HOW much licence do you give your jester? Setting up comedy is a
dodgy business: your fool is supposed to make gentle fun of you, to
show the world what a good sport you are - it is a way of enhancing
your own reputation.
But if the clown has a completely free rein, and is master of
insight, courage, and wit, then you might hear stuff that is as
uncomfortable to you personally as it is hilarious to your
Comedy has the valuable property of allowing you to engage with
truths that are far too challenging to acknowledge seriously,
offering the cathartic possibility of not just learning about
yourself, but also actually changing. Hence the value of the parish
pantomime, which, if given proper freedom, should draw the sting of
every disastrous situation and initiative that overshadowed the
These solemn reflections (one of the paradoxes about humour is
that it is not possible to discuss it without becoming ridiculously
over-serious) are prompted by a surfeit of comedy programmes
broadcast last week, which all variously drew their material from
the medium that commissioned them.
By far the most significant was Harry and Paul's Story of
the 2s (BBC2, Sunday), part of the 50th-anniversary
celebration of the channel, in which Harry Enfield and Paul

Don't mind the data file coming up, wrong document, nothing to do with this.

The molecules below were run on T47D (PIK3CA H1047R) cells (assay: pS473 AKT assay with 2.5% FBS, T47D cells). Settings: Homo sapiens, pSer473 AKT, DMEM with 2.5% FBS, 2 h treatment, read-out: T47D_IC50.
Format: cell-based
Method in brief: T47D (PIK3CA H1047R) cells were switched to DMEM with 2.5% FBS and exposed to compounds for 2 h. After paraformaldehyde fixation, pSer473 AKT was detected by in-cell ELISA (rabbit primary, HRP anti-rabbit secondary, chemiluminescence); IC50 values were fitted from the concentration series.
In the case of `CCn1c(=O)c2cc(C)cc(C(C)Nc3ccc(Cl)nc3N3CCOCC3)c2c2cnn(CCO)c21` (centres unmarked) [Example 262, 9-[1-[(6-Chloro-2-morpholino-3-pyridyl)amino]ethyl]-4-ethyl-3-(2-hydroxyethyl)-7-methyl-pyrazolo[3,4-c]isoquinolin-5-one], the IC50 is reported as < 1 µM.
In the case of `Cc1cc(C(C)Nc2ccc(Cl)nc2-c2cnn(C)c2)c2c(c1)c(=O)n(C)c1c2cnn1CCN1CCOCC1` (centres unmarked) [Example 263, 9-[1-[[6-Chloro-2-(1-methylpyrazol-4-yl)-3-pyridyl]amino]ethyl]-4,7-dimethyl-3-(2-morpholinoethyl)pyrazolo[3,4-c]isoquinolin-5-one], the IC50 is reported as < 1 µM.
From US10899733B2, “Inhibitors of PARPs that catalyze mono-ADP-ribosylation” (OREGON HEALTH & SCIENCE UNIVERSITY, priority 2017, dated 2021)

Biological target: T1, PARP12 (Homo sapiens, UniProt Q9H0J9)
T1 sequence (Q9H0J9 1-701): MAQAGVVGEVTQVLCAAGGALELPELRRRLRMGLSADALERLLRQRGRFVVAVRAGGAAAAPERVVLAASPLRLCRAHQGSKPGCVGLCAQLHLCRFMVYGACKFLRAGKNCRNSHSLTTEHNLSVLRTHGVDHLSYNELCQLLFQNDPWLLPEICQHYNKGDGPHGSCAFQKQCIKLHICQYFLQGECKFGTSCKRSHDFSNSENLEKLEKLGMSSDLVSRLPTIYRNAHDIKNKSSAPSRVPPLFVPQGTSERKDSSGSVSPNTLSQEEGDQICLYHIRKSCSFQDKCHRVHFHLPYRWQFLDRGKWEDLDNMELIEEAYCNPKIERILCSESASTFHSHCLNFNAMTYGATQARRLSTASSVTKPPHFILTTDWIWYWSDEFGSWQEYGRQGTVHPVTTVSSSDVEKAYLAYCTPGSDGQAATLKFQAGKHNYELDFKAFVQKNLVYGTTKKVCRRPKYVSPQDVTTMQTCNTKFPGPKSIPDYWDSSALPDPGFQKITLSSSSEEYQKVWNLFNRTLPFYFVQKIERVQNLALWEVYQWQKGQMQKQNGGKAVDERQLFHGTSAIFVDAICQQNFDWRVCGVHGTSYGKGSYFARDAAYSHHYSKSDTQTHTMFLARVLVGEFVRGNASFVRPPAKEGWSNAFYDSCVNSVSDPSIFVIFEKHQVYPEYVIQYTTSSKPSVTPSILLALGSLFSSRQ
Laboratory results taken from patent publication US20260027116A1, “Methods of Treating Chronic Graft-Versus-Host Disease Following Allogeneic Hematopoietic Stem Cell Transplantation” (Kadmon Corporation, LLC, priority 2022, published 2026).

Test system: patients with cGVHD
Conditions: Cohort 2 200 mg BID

Whitehouse created a merciless send-up of its character and mores.
Nothing was sacred: in the course of 60 minutes an astonishing
number of favourite series, dramas, comedies - and also the
political history of the BBC and its directors, producers, and
personalities - were skewered, pinned down, and flayed.
The whole was cast as a Simon Schama documentary, the
mannerisms, camera angles, and tracking shots faithfully captured.
Parodies of I Claudius, Boys from the
Blackstuff, The Office, Not the Nine O'Clock
News, Talking Heads, and Dennis Potter - the range
was extraordinary; Whitehouse and Enfield's script and
impersonation of the highest order. It was a brilliant programme,
conjuring up half a century of magnificent television, and
simultaneously making us laugh out loud at it.
I have only just caught up with Episodes (BBC2,
Wednesdays), a sitcom about a couple of British writers in the
world of Hollywood sitcoms. This triumphantly proves that the
United States can indeed, if only sporadically, "get" English
comedy, and this particular transatlantic marriage works very well
The central delight is Matt LeBlanc, from Friends,
demonstrating, by, as it were, showing us the workings, that the
obnoxious halfwit persona that he was required to present was just
that - a part of whose absurdity he was fully aware. I had always
assumed that that was how he really was.
Cardinal Burns (Channel 4, Wednesdays) is a sketch show
that mainly offers parodies of TV genres, but its protagonists do
so with rare energy and conviction. I particularly enjoyed the
appalling scenario, brilliantly realised, of the imbecile Best Men,
who, their stag-night buffoonery having led to the death of the
groom, simply used their excruciating wedding speech as his funeral